“We are desperate to know what’s going on in the liver,” says Scott L. Friedman, MD, chief of the Division of Liver Diseases and dean for Therapeutic Discovery at the Icahn School of Medicine at Mount Sinai. Dr. Friedman discovered the hepatic stellate cells that release the exosomes identified in Dr. Brigstock’s work. “David’s research is among the most exciting of its type anywhere.”

Developing accurate blood tests for fibrosis is not without its challenges, however.

Pediatric liver fibrosis expert Ronald J. Sokol, MD, section head of Gastroenterology, Hepatology and Nutrition at the University of Colorado (Denver) School of Medicine, is quick to point out that many attempts at blood tests to detect specific degrees of liver fibrosis have also looked promising — and ultimately fallen short of clinical needs.

“The study of exosomes and microparticles is a very hot area in science now,” says Dr. Sokol, who also serves as the associate medical director of UC Denver’s Pediatric Liver Center and Liver Transplantation Program. “Lots of researchers are examining it in cancer and other biologies, and it’s something that you can measure very nicely in the lab. To extrapolate that finding into a blood test for fibrosis is challenging, particularly when so many other biomarker-based blood tests have failed to pan out.”

Even so, he cannot deny the appeal of such a test and genuinely hopes Dr. Brigstock succeeds.

“It’s every doctor’s dream to have a simple blood test that tells us how much scarring is in the liver, and nothing currently on the market is completely accurate,” Dr. Sokol explains. “Many approaches in pharmaceutical development are enormously promising in mice and then don’t pan out in humans. That doesn’t mean that this technology should not be explored — it should be explored. There are a lot of good ideas that turn out to be true as well.”

But Dr. Brigstock’s approach has a special appeal, according to Laura E. Nagy, PhD, a professor of molecular medicine at Cleveland Clinic Lerner College of Medicine and director of the Cleveland Alcohol Center. Dr. Nagy reached out to Dr. Brigstock to collaborate after hearing his invited lecture at her institution.

“Many other biomarker approaches focus on one or two indicators,” Dr. Nagy says. “But exosomes are packed with information, and I believe they could offer a much broader perspective on what’s going on in the body. The more information, the better.”

Later this year, Dr. Nagy’s pending project center grant from the National Institutes of Health and the National Institute on Alcohol Abuse and Alcoholism will facilitate Dr. Brigstock’s clinical research on human blood samples.

“There’s lots of work to be done,” Dr. Friedman says of Dr. Brigstock’s work. “And while it’s not ready for prime time yet, the ability to capture information circulating in the blood about the state of the liver is exactly the type of new approach we need.”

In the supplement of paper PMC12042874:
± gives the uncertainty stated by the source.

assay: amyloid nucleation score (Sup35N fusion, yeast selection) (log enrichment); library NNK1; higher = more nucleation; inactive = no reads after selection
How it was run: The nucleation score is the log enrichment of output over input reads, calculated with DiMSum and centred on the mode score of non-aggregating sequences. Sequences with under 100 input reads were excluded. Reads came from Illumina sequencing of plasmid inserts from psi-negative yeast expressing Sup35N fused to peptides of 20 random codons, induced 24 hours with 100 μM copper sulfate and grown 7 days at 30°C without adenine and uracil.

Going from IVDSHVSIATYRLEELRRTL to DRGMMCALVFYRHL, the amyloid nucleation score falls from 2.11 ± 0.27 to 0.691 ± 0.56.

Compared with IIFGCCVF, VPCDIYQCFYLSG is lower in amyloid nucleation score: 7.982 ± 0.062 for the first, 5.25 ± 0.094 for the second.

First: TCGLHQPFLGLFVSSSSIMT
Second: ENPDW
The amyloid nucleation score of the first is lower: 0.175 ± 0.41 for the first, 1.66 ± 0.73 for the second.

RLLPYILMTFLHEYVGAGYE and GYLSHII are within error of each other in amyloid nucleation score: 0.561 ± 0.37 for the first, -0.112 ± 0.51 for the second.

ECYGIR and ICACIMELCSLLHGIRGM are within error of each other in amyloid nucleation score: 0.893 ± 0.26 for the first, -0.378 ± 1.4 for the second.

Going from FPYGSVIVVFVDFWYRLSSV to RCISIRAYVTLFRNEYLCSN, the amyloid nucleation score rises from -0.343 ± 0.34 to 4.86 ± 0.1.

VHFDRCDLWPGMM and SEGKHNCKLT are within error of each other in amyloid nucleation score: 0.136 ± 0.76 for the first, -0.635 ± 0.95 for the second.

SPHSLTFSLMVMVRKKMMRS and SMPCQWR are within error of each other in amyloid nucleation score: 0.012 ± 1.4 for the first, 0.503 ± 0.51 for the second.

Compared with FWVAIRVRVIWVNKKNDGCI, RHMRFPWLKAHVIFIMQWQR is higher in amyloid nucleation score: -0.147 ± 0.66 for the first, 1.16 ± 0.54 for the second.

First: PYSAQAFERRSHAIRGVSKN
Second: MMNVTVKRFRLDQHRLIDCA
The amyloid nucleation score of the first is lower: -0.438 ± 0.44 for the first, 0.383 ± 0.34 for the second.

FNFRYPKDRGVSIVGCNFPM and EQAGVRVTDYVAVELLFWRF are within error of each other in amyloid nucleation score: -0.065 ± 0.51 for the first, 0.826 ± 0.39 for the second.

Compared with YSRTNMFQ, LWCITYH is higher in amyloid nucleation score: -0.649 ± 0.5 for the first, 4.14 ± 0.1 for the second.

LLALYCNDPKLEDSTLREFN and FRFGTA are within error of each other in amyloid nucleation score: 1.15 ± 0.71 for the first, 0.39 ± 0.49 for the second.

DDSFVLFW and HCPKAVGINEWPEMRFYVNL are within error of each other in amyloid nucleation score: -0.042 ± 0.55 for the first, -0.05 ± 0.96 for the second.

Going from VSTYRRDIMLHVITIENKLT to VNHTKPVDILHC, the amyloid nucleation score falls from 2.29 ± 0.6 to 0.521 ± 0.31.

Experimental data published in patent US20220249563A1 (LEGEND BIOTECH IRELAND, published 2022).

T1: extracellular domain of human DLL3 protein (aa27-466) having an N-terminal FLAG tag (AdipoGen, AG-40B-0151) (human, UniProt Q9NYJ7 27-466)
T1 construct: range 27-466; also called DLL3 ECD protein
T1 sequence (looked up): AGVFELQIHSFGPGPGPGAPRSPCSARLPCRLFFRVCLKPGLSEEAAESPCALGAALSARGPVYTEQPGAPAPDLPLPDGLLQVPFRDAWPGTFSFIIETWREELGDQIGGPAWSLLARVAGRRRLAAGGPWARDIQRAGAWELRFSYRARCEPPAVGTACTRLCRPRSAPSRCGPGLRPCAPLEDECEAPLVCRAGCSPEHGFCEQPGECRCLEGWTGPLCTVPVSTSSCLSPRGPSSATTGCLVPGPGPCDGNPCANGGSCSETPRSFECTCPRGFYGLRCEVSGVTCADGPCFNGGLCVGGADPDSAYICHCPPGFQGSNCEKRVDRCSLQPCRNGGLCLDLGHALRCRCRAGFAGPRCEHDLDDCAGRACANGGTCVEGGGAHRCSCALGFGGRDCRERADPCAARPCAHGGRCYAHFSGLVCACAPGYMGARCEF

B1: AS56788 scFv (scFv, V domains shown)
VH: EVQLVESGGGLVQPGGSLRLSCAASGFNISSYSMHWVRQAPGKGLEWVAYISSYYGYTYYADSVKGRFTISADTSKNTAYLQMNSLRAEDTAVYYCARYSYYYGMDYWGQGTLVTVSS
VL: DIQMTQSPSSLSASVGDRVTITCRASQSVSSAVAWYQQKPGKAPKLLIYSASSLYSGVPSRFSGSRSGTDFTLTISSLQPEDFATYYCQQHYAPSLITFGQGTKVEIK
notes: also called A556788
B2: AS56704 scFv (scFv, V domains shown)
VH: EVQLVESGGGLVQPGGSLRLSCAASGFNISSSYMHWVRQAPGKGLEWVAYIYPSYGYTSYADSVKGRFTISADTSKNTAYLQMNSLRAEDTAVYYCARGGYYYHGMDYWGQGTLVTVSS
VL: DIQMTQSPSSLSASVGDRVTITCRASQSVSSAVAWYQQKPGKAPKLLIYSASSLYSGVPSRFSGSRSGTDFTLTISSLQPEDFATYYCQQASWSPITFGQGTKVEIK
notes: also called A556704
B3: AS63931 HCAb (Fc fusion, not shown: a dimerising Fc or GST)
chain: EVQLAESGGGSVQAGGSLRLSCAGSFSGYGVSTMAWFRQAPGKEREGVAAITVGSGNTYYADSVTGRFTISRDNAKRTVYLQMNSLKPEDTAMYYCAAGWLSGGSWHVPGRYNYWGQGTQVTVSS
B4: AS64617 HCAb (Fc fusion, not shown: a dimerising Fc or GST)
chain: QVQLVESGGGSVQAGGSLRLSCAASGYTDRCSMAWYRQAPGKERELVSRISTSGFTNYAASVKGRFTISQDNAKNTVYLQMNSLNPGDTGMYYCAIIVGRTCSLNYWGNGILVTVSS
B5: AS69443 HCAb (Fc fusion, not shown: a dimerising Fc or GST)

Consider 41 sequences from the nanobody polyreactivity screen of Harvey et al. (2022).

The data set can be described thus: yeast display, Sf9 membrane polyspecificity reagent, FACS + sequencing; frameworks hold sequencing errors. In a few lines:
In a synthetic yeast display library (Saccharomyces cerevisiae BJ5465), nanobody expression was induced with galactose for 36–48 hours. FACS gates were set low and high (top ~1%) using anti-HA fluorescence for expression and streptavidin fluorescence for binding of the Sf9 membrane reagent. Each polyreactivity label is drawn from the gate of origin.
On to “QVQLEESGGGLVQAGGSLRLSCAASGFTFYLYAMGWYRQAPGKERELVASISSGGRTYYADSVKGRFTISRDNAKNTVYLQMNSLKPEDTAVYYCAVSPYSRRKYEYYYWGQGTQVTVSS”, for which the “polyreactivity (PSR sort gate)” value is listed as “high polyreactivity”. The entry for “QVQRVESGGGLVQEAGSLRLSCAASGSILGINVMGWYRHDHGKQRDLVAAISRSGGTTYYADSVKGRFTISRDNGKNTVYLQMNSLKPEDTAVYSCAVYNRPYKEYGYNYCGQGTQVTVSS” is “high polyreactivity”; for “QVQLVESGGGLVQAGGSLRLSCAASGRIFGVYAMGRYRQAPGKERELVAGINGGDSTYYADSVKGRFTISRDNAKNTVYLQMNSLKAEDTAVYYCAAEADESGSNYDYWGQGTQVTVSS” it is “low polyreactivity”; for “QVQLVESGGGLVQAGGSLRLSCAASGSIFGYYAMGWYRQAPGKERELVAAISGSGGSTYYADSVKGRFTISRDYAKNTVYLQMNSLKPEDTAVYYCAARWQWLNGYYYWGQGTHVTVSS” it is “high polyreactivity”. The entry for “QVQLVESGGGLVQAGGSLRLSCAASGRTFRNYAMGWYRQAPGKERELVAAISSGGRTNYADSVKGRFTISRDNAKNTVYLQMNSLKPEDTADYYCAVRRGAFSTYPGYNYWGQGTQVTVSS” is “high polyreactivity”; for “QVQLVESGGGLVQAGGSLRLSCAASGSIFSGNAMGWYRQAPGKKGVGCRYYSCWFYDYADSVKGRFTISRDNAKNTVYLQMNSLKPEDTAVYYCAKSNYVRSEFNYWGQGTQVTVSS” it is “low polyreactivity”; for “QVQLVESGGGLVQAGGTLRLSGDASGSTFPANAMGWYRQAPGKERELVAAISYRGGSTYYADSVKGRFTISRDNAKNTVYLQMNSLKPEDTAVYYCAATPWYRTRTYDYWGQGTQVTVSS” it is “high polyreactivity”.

And remarkably, this new angle on fibrosis research is not limited to a potential noninvasive blood profile.


It’s rare for biology to hand medical science a veritable Holy Grail with sufficient power to both diagnose and cure disease. But judging by early work in mice, Dr. Brigstock believes that exosomes may just have that sort of potential.

“Exosomes appear to be critical in telling other cells whether to increase or decrease their production of fibrosis-inducing molecules such as connective tissue growth factor,” says Dr. Brigstock. His team made this discovery, which was featured as the cover article in a 2014 issue of the journal Hepatology. “The molecular information packaged into exosomes changes dynamically according to the status of the cell that loaded it up and sent it off into the world. In turn, this information is conveyed to neighboring cells that respond according to the exosomal messages received.”

If a hepatic stellate cell is over-producing collagen, Dr. Brigstock theorizes, it’s likely packaging molecular information into its exosomes, which communicate this message to neighboring cells that then follow suit.

The same goes for liver cells that have suppressed their fibrotic activity. Presumably, cargo from their exosomes could potentially reprogram other cells to stop their collagen production.

“It’s a newly discovered mechanism by which fibrosis is being regulated,” Dr. Brigstock says. “And whenever you’re talking about molecular mechanisms, many components in those processes are theoretical points of therapeutic intervention.”

Unlike the diagnostic profile test for which Dr. Brigstock has already begun pursuing human blood samples, exosome therapies for liver fibrosis cannot readily be moved out of the realm of animal studies.

But what he’s seen in animal models has not disappointed. When Dr. Brigstock’s team recognized that mice with fibrosis produced exosomes containing different information than nonfibrotic, healthy mice, they put two and two together.

“The question was whether, if we administered exosomes from healthy mice into the circulation of fibrotic mice, the liver would receive some of this information and respond by becoming less fibrotic,” Dr. Brigstock says.It seemed like a long shot.

They injected exosomes from healthy mice into mice with induced liver fibrosis. Within a week, the animals’ fibrosis had disappeared.

“It was stunning,” Dr. Brigstock says.

While his team gathers additional data to move their exosome projects along, with the hope of securing additional NIH funding, the possibilities for exosome therapy seem wide open.

The question was whether, if we administered exosomes from healthy mice into the circulation of fibrotic mice, the liver would receive some of this information and respond by becoming less fibrotic.

— David R. Brigstock, PhD, Nationwide Children’s Hospital


Dr. Brigstock’s mouse models benefited from exosome therapy when it was delivered via a simple injection. Although he has no particular reason to assume one method will win out over any other, Dr. Brigstock does admire the simple elegance of exosomes as a directly donatable or culturable product.